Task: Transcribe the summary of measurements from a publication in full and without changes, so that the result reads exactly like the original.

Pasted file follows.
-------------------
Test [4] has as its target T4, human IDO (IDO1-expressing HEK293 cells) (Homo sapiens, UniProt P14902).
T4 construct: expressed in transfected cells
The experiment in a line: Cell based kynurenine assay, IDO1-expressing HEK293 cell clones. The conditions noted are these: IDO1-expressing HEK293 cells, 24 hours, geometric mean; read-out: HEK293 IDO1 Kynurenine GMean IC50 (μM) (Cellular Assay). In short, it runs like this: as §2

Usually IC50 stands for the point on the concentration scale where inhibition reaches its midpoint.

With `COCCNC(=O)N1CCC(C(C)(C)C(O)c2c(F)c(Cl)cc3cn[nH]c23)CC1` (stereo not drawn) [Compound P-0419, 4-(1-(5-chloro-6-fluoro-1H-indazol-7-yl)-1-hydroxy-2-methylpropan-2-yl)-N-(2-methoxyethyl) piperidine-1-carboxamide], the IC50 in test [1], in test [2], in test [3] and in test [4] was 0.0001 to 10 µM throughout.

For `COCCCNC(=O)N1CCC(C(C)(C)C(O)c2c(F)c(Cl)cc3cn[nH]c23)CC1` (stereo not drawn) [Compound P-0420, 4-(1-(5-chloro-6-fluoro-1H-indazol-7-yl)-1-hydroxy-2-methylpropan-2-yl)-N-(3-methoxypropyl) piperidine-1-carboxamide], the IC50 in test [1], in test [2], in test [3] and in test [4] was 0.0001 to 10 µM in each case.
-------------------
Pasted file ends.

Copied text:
Test [4] has as its target T4, human IDO (IDO1-expressing HEK293 cells) (Homo sapiens, UniProt P14902).
T4 construct: expressed in transfected cells
The experiment in a line: Cell based kynurenine assay, IDO1-expressing HEK293 cell clones. The conditions noted are these: IDO1-expressing HEK293 cells, 24 hours, geometric mean; read-out: HEK293 IDO1 Kynurenine GMean IC50 (μM) (Cellular Assay). In short, it runs like this: as §2

Usually IC50 stands for the point on the concentration scale where inhibition reaches its midpoint.

With `COCCNC(=O)N1CCC(C(C)(C)C(O)c2c(F)c(Cl)cc3cn[nH]c23)CC1` (stereo not drawn) [Compound P-0419, 4-(1-(5-chloro-6-fluoro-1H-indazol-7-yl)-1-hydroxy-2-methylpropan-2-yl)-N-(2-methoxyethyl) piperidine-1-carboxamide], the IC50 in test [1], in test [2], in test [3] and in test [4] was 0.0001 to 10 µM throughout.

For `COCCCNC(=O)N1CCC(C(C)(C)C(O)c2c(F)c(Cl)cc3cn[nH]c23)CC1` (stereo not drawn) [Compound P-0420, 4-(1-(5-chloro-6-fluoro-1H-indazol-7-yl)-1-hydroxy-2-methylpropan-2-yl)-N-(3-methoxypropyl) piperidine-1-carboxamide], the IC50 in test [1], in test [2], in test [3] and in test [4] was 0.0001 to 10 µM in each case.